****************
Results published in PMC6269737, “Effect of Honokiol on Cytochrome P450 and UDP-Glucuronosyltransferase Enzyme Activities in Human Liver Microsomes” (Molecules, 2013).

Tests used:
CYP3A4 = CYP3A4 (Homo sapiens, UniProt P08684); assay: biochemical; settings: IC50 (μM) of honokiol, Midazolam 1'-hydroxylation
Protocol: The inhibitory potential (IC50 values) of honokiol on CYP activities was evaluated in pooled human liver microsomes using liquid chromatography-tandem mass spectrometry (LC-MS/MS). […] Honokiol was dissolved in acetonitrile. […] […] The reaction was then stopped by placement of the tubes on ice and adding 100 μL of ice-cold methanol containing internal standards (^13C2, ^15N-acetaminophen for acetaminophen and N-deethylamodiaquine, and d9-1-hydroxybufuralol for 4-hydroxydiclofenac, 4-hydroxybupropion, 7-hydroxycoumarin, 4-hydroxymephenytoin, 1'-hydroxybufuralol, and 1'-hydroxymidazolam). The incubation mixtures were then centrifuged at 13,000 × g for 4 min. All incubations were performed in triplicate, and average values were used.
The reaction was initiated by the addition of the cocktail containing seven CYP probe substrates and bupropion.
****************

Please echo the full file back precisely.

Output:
Results published in PMC6269737, “Effect of Honokiol on Cytochrome P450 and UDP-Glucuronosyltransferase Enzyme Activities in Human Liver Microsomes” (Molecules, 2013).

Tests used:
CYP3A4 = CYP3A4 (Homo sapiens, UniProt P08684); assay: biochemical; settings: IC50 (μM) of honokiol, Midazolam 1'-hydroxylation
Protocol: The inhibitory potential (IC50 values) of honokiol on CYP activities was evaluated in pooled human liver microsomes using liquid chromatography-tandem mass spectrometry (LC-MS/MS). […] Honokiol was dissolved in acetonitrile. […] […] The reaction was then stopped by placement of the tubes on ice and adding 100 μL of ice-cold methanol containing internal standards (^13C2, ^15N-acetaminophen for acetaminophen and N-deethylamodiaquine, and d9-1-hydroxybufuralol for 4-hydroxydiclofenac, 4-hydroxybupropion, 7-hydroxycoumarin, 4-hydroxymephenytoin, 1'-hydroxybufuralol, and 1'-hydroxymidazolam). The incubation mixtures were then centrifuged at 13,000 × g for 4 min. All incubations were performed in triplicate, and average values were used.
The reaction was initiated by the addition of the cocktail containing seven CYP probe substrates and bupropion.